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A haemorrhaging Dick

August 8, 2012

Two four-packs of beer for £7. Cheaper than buying two separately. Cheaper, in fact, than buying none at all, and so I actually spend more by keeping money in my pockets! True – you do the maths.

If you’ve come here expecting a lecture on applied logic then you may have come to the wrong place.

So then, honesty in anonymity, let’s be open about the idiocy that has infested this wallet since I was first allowed financial independence. Here are some examples of the times reason has taken a back seat, then fallen asleep and woken up confused in the wrong country. Dick here has over the years lost

  • £444 – the deposit on a grim flat I left early, calculating that my sanity and emotional well-being were worth more than staying to the end of the contract
  • roughly £250 spent on one of those dubious charity treks to the developing world, which combine an illusive sensation of adventure located safely within someone else’s parameters with a liberal smugness and a poncy holiday. I registered with this during a brief flaring of a feeling that I should take more risks and seek the unpredictable. Having come to my senses I found the payment was non-refundable. Yikes!
  • £500 spent on the deposit in an abortive house-share. The guy said several times he would pay me back but somehow never did. I learnt then the evidential value of paperwork, and to never trust anyone again.
  • circa £150 on a distance-learning course in journalism. Following the first assignment – wherein the tutor wrongly accused me of having made a spelling mistake – I thought at length how best to respond. In which time the period in which to cancel had run out and, once again, no refund.
  • whisper this, yes, whisper it with your breathiest whisper, somewhere between £60 and £80 on a session of hypnotism. Admittedly a low point in the tale thus far, but had it actually worked it wouldn’t be so bad. As said above, never trust anyone – especially never trust anyone who owns books on Reiki.
  •  two occasions when, due to poor time-keeping plus other issues in life generally, I had to get a taxi home from central London. The friendly sedative of time has worked its magic here and made me forget just how much I spent each time. I really don’t want to know.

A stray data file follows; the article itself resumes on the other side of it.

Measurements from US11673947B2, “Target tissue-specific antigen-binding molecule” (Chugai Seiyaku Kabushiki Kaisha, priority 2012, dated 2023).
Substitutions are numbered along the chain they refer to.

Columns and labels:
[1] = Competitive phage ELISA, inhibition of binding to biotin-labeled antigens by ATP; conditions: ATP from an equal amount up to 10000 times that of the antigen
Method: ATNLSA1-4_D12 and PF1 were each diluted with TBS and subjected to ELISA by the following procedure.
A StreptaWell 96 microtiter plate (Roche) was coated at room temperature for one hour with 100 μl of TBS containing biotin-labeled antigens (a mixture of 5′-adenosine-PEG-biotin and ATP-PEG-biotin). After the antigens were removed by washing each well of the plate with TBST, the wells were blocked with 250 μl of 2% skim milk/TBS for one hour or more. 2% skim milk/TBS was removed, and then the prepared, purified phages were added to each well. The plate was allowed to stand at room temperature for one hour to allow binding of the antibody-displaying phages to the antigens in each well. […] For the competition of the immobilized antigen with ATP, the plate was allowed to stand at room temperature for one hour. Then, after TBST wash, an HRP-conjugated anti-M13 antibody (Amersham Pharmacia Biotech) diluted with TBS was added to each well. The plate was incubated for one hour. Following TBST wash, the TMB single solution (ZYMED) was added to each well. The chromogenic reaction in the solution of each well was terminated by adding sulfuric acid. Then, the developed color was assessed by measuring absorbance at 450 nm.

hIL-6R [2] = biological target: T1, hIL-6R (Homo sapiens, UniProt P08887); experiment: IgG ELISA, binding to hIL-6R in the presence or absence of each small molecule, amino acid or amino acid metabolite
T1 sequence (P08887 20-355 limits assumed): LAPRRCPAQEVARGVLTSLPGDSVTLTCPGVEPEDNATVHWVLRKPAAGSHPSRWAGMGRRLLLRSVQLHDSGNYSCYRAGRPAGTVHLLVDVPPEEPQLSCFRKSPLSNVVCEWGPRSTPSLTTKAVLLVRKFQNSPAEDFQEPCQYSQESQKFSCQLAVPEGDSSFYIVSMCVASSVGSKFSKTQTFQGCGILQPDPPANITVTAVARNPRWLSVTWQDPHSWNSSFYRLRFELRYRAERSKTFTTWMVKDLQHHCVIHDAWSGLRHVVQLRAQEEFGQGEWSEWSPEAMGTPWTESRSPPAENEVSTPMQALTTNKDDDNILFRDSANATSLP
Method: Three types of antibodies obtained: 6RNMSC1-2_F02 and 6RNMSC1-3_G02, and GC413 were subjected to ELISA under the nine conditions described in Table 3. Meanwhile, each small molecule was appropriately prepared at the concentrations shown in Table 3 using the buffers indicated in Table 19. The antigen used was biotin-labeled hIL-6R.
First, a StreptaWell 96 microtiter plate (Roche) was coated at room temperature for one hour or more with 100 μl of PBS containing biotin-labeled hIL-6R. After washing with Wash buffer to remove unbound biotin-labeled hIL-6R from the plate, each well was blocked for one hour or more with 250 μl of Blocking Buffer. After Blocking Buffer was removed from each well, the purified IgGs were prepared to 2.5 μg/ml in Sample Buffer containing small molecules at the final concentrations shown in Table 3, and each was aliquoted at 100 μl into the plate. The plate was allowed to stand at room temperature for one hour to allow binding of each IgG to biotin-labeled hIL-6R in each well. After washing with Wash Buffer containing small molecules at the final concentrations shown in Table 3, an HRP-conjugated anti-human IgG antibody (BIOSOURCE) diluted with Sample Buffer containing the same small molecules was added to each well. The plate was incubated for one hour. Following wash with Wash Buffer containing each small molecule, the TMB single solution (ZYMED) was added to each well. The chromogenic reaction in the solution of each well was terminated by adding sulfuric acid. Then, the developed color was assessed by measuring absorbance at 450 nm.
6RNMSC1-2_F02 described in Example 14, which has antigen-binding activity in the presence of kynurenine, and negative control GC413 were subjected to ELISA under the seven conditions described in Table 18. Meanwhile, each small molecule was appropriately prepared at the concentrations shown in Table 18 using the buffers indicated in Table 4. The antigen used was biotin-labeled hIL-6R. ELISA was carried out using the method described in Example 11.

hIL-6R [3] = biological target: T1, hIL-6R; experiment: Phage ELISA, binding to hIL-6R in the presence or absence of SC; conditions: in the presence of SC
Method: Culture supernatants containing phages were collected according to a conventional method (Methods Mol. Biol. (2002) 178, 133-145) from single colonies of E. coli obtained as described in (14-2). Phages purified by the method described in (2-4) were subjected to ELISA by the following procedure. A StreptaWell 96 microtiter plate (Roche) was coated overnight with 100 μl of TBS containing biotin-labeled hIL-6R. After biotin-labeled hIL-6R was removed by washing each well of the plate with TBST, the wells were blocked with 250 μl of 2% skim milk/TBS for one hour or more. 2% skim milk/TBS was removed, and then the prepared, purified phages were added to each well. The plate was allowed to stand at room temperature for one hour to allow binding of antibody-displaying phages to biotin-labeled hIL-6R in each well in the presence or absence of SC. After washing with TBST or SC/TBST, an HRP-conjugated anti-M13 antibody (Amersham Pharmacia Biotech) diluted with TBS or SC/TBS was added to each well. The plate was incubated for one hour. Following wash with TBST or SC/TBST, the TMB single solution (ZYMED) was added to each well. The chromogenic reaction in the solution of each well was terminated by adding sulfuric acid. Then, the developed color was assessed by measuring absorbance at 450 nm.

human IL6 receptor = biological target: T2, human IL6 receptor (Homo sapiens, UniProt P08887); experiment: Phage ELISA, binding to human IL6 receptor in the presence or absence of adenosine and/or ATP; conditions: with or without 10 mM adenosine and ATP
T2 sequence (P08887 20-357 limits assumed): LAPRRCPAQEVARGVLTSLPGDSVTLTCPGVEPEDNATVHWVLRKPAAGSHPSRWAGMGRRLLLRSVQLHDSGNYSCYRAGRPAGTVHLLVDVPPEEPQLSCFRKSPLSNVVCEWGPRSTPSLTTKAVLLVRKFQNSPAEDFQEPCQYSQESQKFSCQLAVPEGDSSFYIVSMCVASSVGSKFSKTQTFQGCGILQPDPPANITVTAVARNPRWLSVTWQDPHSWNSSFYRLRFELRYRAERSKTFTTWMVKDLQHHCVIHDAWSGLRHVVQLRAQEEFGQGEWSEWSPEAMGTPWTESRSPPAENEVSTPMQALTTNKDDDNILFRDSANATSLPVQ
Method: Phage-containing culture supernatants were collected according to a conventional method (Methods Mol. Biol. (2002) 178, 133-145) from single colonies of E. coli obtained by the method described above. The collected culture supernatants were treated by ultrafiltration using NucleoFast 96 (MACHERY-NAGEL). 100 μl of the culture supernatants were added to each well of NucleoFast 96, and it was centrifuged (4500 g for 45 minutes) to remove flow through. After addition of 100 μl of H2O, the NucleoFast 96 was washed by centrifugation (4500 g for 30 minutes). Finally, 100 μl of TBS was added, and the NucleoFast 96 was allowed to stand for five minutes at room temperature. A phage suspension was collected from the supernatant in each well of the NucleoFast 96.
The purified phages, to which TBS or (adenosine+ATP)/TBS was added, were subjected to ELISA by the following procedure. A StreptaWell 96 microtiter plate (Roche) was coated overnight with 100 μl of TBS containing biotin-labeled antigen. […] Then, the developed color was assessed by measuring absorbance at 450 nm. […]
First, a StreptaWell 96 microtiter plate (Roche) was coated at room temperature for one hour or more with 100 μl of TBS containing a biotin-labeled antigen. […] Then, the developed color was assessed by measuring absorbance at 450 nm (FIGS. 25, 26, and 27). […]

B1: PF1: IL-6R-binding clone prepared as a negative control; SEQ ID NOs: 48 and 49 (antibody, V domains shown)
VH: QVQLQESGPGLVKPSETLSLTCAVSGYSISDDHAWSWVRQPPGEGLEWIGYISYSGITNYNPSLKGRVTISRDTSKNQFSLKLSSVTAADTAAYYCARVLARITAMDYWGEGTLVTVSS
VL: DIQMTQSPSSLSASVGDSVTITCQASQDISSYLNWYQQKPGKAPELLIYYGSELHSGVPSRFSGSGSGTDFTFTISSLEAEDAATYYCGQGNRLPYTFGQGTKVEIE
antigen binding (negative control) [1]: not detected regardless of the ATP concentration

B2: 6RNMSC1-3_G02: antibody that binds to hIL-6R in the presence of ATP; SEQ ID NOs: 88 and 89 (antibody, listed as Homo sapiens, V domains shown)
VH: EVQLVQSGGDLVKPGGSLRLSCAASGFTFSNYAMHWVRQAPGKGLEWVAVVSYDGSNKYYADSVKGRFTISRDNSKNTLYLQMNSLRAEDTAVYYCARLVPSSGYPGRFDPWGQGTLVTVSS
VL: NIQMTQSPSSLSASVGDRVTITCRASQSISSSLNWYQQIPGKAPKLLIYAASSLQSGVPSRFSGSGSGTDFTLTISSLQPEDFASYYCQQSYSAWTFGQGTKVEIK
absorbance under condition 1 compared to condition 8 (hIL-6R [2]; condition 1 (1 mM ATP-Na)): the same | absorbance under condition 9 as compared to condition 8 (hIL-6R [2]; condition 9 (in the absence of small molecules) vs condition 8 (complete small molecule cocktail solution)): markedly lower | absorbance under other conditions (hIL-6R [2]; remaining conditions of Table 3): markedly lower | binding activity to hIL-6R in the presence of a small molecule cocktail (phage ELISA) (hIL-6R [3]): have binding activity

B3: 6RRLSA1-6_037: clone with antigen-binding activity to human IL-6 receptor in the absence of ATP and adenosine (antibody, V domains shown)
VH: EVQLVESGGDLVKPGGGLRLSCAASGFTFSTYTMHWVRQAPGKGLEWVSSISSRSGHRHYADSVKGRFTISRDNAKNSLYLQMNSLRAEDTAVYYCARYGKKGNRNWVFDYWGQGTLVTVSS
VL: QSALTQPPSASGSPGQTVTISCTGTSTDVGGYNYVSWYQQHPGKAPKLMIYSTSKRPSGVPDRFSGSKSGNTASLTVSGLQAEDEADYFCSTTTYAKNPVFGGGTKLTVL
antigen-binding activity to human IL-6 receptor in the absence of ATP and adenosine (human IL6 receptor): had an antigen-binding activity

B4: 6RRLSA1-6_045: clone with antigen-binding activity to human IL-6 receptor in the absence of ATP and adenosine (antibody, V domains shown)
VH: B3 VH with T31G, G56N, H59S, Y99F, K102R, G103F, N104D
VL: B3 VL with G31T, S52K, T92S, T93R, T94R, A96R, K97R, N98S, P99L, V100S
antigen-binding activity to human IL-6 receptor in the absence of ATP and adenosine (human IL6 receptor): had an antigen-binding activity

And, rest assured, there are other occasions when seemingly significant sums of money have just dribbled through my fingers like easily renewable and non-valuable sand, many of which have been lost to the future observers of society. I somehow maxed-out my credit card in New York, then spent four years paying it off. Which time I decided would be a good occasion to punish it some more, in not-as-cheap-as-you’d-think-it-would-be Greece. A responsible adult might have looked with horror (and maybe even self-disgust) at the subsequent bill. Exchange rates, blah blah, so much voodoo. I abstained from calculations on the grounds that my maths wasn’t what it should be (a D at A level, I ask you), and that I was on holiday and so should be exempt from common sense.

Plus there is the modern system of shuffling money that doesn’t exist from one fictitious node to another. So a number appeared on my bank statement on the day I was paid? And now another number appears in another column? I have not seen this money, these virtual earnings. Show me precisely why I should tremble at the movement of arbitrary symbols from one column to the next. This is all a fiction. Money is a lie. I feel no threat from numbers. I’ll ride this baby until the wings fall off!

In my next post I’ll show you why this is true.

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